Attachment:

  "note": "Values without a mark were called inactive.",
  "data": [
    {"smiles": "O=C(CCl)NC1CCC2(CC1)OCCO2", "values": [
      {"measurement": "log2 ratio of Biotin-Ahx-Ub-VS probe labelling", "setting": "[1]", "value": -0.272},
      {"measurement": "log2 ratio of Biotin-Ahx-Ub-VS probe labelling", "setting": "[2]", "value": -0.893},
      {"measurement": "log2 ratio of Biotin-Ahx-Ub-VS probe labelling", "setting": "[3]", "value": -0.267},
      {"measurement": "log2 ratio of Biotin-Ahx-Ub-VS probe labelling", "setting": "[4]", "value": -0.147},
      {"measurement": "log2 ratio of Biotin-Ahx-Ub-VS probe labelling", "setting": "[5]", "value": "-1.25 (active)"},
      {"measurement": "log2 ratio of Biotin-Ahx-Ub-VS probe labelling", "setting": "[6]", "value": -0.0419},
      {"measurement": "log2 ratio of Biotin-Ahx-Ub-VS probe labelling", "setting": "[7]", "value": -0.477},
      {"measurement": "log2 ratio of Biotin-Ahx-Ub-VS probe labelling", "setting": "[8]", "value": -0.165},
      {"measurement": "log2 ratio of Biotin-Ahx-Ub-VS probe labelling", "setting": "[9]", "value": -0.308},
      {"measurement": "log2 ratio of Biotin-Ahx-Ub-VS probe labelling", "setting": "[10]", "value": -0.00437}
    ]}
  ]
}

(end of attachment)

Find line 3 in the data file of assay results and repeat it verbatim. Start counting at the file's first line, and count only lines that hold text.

    {"smiles": "O=C(CCl)NC1CCC2(CC1)OCCO2", "values": [